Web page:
A few weeks ago I updated to the latest version of Ubuntu Linux. This is the 7.10 (meaning October 2007) release, called “Gutsy Gibbon”. I encountered a couple of serious issues early on, but now that these are resolved things are running well. I’ll describe the issues and solutions so that anyone else encountering them can easily overcome them.
I used the instructions on the GutsyUpgrades page of the Ubuntu help wiki, under the heading “Network upgrade for Ubuntu servers (recommended)”. This is the command-line way of doing things, which is appropriate for administering a remote server via SSH. There are two steps: install the updater, and run the updater. That’s pretty slick.
Unfortunately as usual with Debian based releases there are many cases (a dozen or so) where the simple act of updating a package from an old version to a new version causes the installer to plead for human guidance. I find it irritating that if you change the default configuration at all, it cannot simply merge your changes into the new config file and continue. You have to do that manually. This is tedious, but not a really big issue.
In my case I had to manually merge apache2.conf, php.ini, and dovecot.conf because I had made a single line change in each file.
Upon reboot there were vast numbers of error messages, which I ultimately determined to have been caused by this issue. Removing evms solved the problem, and now there’s a special page about evms and why it’s no longer supported. Based on my reading of that page I suspect that there may be a new version of the Gutsy Gibbon updater that actually helps you by suggesting that you get rid of evms proactively to prevent this problem. Nice! Anyway my fix was simply to wait until the system had booted (slowly, with lots of error messages) and to carefully type in apt-get remove evms which I couldn’t even see as I typed because of the flood of error messages. Once that was done that problem went away completely.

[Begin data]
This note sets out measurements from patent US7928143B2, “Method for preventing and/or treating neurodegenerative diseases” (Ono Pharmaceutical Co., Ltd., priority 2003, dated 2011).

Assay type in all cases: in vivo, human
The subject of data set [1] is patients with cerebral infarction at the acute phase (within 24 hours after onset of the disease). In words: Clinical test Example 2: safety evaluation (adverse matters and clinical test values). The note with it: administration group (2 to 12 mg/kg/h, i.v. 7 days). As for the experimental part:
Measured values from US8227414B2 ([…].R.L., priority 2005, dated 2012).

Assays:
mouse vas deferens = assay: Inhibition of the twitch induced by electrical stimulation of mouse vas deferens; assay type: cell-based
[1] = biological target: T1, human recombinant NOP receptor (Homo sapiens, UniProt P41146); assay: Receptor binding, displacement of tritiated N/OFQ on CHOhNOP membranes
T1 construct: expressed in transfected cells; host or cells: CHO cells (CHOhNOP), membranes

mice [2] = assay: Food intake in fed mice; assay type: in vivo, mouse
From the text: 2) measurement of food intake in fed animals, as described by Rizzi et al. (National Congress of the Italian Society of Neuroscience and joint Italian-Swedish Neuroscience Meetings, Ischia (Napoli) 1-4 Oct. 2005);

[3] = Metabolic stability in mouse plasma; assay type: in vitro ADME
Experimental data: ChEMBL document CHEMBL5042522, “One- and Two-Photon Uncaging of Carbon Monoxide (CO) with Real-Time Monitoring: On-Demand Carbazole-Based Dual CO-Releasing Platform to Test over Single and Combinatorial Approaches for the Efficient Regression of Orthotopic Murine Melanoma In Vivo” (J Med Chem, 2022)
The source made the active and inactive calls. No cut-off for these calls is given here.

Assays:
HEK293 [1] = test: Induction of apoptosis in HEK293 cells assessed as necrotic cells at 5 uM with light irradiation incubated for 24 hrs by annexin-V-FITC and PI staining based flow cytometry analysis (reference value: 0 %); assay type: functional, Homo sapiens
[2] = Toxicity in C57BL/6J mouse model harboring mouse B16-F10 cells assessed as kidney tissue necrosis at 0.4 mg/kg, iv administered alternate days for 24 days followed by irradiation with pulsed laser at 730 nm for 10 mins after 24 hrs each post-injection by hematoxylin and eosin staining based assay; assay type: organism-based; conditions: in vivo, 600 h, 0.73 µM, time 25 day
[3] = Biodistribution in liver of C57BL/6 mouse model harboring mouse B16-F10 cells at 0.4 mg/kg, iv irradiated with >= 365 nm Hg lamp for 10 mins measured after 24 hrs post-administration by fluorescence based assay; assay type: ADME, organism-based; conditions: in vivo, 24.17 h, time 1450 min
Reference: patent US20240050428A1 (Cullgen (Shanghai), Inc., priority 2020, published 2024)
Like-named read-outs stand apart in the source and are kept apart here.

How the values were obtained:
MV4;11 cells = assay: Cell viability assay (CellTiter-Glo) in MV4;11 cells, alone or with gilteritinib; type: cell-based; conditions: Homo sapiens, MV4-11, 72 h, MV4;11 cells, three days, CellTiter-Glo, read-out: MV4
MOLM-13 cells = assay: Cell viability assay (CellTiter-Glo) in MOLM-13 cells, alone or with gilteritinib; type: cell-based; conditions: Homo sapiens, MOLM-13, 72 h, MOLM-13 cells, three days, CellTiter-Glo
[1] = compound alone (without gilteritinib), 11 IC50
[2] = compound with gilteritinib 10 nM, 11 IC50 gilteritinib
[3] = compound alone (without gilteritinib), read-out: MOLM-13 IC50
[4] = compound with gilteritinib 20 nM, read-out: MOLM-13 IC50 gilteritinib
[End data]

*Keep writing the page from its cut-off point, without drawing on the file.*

I had a separate problem which was that the kernel has re-named the devices for my hard disks, which made a couple of my drives appear not to be recognized by the system. I use Linux Software RAID for a single mirrored volume, and for some reason it couldn’t use the volume UUID to figure out where the drives had gone. After recompiling a custom kernel using these excellent instructions to try and resolve this issue (which turned out to be a red herring), I found out that I was on the wrong track. (But I also found out that it only takes 56 minutes to compile a kernel on my server, which isn’t too bad.) I read dmesg extremely carefully and figured out what had happened. Some work with mdadm told the software RAID manager how to find the components of my RAID mirror and all was well with that. My understanding is that since /etc/fstab includes UUIDs now, drives moving around shouldn’t cause problems like this, so maybe this is a problem specific to the Software RAID system. Other drives moved but were located and mounted properly, with no need for manual intervention.
Finally, I had to update to VMWare Server 1.0.4, which is the first version that supports the kernel included with Gutsy Gibbon (2.6.22-14-server).
Now that all this is behind me I can say that for servers it’s a decent update; I have no experience with it as a desktop. If you have any doubts you can probably skip this one and wait for the next LTS release. But if you do plan to upgrade, just make sure to remove evms first and look in the /dev/sd_ range for any hard drives that seem to have disappeared.